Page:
Gaeta is located between Rome and Naples, and is one of the most important tourist seaside resorts of the tyrrhenian coast. It offers excellent hotels, a fine tourist port, sport facilities, and a number of golden sandy beaches located on the western coast. These beaches are situated between the green vegetation of the hills which slope to the rocks and to the crystal-clear blue sea. In the very heart of the town, between Mt. Orlando and Fontania, is Serapo Beach. On the small, nearby beach of Fontania, one can still see the ruinsof an ancient Roman Villa. Northwards, one finds the beaches of Ariana, Arenauta, St. Vito, St. Agostino that still partly maintain their natural and scenic beauty.
According to the Greek historian Strabone, the word Gaeta derives from the Doric word "Kaiatas" (hollow) used by Laconian sailors to indicate its port. According to Virgil's fascinating legend (Aeneid VII,2) the word Gaeta derives from Caieta, name of the wet-nurse of Aenea, whom is said to have been buried in our beaches. Poetry and myth are suitable ot the remote origin of such a prestigious town. Since the times of the ancient Romans the favorable position and mild climate have made Gaeta a famous holiday resort. The medieval urban settlement was built upon the foundations laid during the Roman period. With the fall of the Western Roman Empire, and after having been under the rule of the Byzantine dominion, Gaeta became an independent Duchy which was governed by the native dignataries - who were later known as dukes.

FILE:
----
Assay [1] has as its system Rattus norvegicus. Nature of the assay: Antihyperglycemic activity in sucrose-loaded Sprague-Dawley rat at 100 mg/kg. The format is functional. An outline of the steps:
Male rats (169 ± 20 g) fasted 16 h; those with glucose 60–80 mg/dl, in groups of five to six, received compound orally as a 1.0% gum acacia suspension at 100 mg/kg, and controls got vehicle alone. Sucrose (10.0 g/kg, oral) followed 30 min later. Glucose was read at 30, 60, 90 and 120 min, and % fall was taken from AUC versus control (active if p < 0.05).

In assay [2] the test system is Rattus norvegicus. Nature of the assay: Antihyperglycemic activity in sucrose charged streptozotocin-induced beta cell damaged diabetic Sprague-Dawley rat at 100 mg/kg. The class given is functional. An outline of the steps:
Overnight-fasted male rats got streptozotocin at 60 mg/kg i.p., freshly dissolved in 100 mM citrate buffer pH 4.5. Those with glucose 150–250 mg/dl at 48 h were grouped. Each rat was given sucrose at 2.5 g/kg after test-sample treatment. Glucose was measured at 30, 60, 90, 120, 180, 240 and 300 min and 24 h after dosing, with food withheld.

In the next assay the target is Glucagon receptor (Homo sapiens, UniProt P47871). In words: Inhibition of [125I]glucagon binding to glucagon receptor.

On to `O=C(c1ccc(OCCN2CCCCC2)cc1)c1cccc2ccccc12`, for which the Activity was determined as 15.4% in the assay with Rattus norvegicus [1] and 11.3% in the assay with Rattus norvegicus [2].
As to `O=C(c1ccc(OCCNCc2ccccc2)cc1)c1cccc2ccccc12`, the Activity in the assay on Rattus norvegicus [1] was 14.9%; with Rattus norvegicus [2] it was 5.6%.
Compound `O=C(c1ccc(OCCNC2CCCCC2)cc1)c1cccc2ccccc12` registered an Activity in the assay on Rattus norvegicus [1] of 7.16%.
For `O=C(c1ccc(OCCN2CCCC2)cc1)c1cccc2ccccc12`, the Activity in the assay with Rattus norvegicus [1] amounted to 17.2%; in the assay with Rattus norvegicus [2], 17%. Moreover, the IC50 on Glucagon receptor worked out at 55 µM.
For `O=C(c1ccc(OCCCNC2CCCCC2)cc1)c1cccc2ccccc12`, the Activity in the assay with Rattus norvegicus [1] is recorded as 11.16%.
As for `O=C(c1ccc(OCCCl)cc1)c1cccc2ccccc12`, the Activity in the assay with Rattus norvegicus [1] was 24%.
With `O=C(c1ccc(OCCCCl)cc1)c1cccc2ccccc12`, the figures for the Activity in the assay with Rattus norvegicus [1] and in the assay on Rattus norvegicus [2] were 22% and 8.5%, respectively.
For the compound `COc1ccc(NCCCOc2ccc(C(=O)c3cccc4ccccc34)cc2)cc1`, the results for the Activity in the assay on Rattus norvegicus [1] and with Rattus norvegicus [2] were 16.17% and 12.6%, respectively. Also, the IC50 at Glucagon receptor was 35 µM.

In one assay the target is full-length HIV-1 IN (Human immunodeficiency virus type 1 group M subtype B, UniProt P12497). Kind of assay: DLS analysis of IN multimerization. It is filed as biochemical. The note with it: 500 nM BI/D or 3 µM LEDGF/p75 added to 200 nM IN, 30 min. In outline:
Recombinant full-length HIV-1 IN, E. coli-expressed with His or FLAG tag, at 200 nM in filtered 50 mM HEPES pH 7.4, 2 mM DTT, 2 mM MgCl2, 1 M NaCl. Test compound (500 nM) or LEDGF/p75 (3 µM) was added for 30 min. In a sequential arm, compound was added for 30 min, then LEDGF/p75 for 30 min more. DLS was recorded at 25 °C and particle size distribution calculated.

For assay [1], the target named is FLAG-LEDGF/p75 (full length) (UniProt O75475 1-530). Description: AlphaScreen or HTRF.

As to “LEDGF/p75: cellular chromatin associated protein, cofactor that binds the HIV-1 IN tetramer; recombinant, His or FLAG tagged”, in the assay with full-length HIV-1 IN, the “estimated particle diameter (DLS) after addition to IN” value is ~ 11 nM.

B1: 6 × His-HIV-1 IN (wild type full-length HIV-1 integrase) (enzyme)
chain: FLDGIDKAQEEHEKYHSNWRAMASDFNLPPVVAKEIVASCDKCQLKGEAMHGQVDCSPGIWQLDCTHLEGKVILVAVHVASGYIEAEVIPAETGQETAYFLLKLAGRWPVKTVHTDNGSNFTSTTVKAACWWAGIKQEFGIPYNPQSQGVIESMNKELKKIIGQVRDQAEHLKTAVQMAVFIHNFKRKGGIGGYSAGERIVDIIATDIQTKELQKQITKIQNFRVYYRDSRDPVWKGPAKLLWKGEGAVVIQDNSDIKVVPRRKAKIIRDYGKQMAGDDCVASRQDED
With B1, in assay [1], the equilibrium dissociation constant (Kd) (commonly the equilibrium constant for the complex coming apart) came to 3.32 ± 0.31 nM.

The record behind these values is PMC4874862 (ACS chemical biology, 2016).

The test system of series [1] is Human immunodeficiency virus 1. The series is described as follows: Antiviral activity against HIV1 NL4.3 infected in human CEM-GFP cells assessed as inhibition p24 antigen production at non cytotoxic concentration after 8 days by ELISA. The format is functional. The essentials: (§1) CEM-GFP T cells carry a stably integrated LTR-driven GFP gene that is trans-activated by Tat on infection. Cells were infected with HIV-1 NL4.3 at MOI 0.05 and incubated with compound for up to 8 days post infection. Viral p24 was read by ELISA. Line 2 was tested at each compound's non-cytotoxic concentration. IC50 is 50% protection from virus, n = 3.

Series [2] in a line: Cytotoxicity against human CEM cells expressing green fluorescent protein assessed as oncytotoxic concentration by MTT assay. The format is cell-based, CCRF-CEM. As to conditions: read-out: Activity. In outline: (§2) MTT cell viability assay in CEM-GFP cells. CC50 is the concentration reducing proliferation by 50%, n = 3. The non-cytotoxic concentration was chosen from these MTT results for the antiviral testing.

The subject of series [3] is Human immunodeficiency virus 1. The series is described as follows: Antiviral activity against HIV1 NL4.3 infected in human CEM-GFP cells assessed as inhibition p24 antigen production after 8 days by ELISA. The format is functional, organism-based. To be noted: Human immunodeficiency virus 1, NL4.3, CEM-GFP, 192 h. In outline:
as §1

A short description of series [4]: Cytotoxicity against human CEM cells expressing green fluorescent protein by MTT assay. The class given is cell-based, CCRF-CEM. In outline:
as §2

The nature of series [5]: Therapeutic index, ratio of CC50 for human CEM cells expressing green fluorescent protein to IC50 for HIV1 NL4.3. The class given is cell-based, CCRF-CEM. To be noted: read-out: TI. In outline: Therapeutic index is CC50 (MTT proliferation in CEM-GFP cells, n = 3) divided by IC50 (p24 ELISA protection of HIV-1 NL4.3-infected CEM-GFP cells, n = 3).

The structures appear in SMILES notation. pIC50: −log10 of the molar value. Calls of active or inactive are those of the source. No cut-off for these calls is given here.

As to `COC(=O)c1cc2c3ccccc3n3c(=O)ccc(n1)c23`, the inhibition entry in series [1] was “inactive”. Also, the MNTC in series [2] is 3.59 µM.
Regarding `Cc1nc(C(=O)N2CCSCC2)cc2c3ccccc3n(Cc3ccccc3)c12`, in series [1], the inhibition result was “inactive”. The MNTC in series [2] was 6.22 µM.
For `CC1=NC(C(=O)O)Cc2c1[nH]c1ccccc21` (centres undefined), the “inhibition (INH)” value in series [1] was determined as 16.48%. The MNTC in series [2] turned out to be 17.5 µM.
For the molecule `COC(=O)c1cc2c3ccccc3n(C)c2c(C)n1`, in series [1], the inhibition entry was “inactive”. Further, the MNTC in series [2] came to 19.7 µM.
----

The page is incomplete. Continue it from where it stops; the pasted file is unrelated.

These Dukes had full-governing power but no legislative and public-welfare assistance which were carried out by the local authorities. The "Codex Caietanus" shows how prosperous the town of Gaeta became because of the trade that was carried on with the Orient. The final defeat of the Saracens was the determining factor which made Gaeta famous as a fortress. Contended for by both the Papacy and the Swabians, Gaeta became one of the strongest fortresses under Charles d'Anjou and Alfonso of Aragon. In 1387 Gaeta became the temporary capital of Kind Ladislao Durazzo. The many attacks that Gaeta underwent are memorable. The town of Gaeta had to open its doors to Charles VII, Frederick III of Aragon, and later to the French and the Spanish. After having been fortified under Charles V, Gaeta benefited from a long period of peace. In 1571 Marcantonio Colonna's fleet sailed out of Gaeta in order to fight the Turkish armada in the waters of Lepanto. Gaeta, however, underwent other attacks. In 1707 Gaeta underwent an attack by the Austrians under the Viceroy of Naples which lasted three months and an attack by the Charles of Bourbon which lasted four months (1734). Gaeta underwent further attacks in 1806 and 1815 by the French and the Bourbons. In 1848 the Bourbons welcomed PIO IX and the Grand Duke of Tuscany who seeked refuge in Gaeta. The town was the last stronghold of the Bourbons after the defeat of Francis II's army near the Volturno river. Besieged by the troops of General Cialdini and by the fleet of admiral Persano, Gaeta surrendered on February 13, 1861. The Unification of Italy was thus completed. When walking through the city, one relives the fascinating history and myths of Gaeta. At the farthest eastern point of Gaeta, one finds the medieval area with its winding, intricate lanes, cloisters, roof gardens and many works of art: the Cathedral Bell tower (XII Cent.), the churches of St. Lucia (IX-XII Cent.), St. Domenico (XV Cent.), St. Giovanni a Mare (XII Cent.), the Cathedral, the Diocesan museum, the Picture Gallery of the Historical Cultural Center and the Annunziata Church (1321) which is located behind the ancient walls. The ancient Castle (XIII-XVI Cent.) reigns over the town. Mt. Orlando is the boundary of the ancient area. At the top of Mt. Orlando one can admire the panoramic view of the town and the Gulf and also visit the Lucio Munanzio Planco Mausoleum. This promontory - which is still intact - had a very contradicting destiny. It was used as a fortress during the wars. Christian devotion later transformed this fortress into a Sanctuary that is dedicated to the Holy Trinity. Because of this Sanctuary, Gaeta became a town of religious pilgrimage. According to religious tradition, Split Mountain - the extreme western tip of the promontory where the Sanctuary was built - is called Split Mountain because an earthquake split the mountain in three parts upon the death of Christ. The Turk's Grotto is one of the three splits that mysteriously overlooks the sea. This grotto reminds us of ancient stories of Saracens incursions. Mt. Orlando is, today, a protected natural park. The ancient village of peasants and fishermen extends in a "comb-like structure" beyond the walls of Gaeta. All through the narrow Via Indipendenza - which runs the whole length of the new area - one finds houses, shops, and small markets. It is considered the throbbing and symbolic center of the new town.